The purpose of this research was to investigate the perceptions of clients namely, students, about the quality of library services and also the quality of staff client relationship. It was envisaged that through this study the perceptions, feelings and views of students in as far as their needs satisfaction could be illuminated. The study addressed the following concerns: Apart from the physical and other library resources, are there other mechanisms of evaluating the quality of services an academic library has to offer? In order for an academic library to improve service quality, what role should clients play? What are their concerns about their information needs consideration and what other possible means can be done to satisfy those needs?
Source: Interim : Interdisciplinary Journal 12, pp 55 –66 (2013)More Less
The dawn of a democratic South Africa in 1994 established a society entrenched in Human Rights milieu. As such, public schools are meant to align their policies with the rule of the law. Particularly, section 10 (1) of South African Schools Act, 84 1996 (hereafter SASA) respectfully prohibits the administration of corporal punishment directed at a learner in public schools. The subsequent section 10 (2) of SASA admonishes that any person contravening section 10 (1) of SASA is liable on conviction to a sentence which could be imposed for assault. These mentioned provisions of the school legislation are consistent with section 10 of the Constitution of the Republic of South Africa (RSA) which affords every person the inherent right to dignity of the person. Against the afore-mentioned legislative provisions, teachers have resorted to the use of sarcasm as a tool to inflict punishment in the manner that it could be equated with corporal punishment. Sarcasm is a form of language that is used to cause emotional and psychological harm, belittle, ridicule and humiliate the person it directed at. Judged against the provisions of the legislation governing schools in South African public schools, sarcasm could be said to be a direct violation of fundamental rights of learners to dignity of the person. In order to explore the intonation of sarcasm as supplement for corporal punishment the research paper employed a qualitative critical emancipatory research (CER) approach. Data gathered through a purposive sample of ten secondary teachers was analysed by the use of textual oriented discourse analyses.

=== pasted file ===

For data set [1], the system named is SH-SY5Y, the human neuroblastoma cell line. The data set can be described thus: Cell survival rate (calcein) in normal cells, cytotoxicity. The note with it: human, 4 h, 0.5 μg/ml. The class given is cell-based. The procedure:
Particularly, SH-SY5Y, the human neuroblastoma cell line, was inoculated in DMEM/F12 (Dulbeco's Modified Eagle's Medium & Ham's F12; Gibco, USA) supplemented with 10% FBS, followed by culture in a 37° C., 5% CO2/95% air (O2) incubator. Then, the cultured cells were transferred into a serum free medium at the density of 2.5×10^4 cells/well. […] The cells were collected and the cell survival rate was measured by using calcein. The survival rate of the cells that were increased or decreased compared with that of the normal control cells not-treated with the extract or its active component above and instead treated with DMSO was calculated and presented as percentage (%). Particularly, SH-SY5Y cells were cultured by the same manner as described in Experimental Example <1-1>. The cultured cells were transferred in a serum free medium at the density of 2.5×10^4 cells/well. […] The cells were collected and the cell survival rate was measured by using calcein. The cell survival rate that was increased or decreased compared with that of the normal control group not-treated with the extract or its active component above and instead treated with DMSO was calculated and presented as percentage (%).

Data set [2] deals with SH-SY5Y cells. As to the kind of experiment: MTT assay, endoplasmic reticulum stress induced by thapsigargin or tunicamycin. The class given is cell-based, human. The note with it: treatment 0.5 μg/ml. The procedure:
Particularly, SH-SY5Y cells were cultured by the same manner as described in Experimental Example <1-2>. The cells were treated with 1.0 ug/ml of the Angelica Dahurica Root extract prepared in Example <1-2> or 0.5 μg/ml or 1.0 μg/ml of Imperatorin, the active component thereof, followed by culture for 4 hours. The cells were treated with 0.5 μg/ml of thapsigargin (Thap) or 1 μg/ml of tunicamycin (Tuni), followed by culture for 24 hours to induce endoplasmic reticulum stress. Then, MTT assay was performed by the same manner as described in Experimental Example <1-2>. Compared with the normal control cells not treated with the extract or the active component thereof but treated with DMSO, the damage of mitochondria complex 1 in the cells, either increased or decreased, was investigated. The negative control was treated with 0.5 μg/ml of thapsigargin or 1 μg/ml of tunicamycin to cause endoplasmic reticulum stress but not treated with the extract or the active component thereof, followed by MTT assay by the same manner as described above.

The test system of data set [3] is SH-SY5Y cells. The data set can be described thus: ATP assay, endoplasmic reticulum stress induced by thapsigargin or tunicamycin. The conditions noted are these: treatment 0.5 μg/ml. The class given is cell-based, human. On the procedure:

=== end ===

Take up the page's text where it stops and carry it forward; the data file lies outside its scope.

Fourth year black male student teachers' conceptualisation of the in loco parentis prinicple at the University of TechnologySource: Interim : Interdisciplinary Journal 12, pp 67 –78 (2013)More Less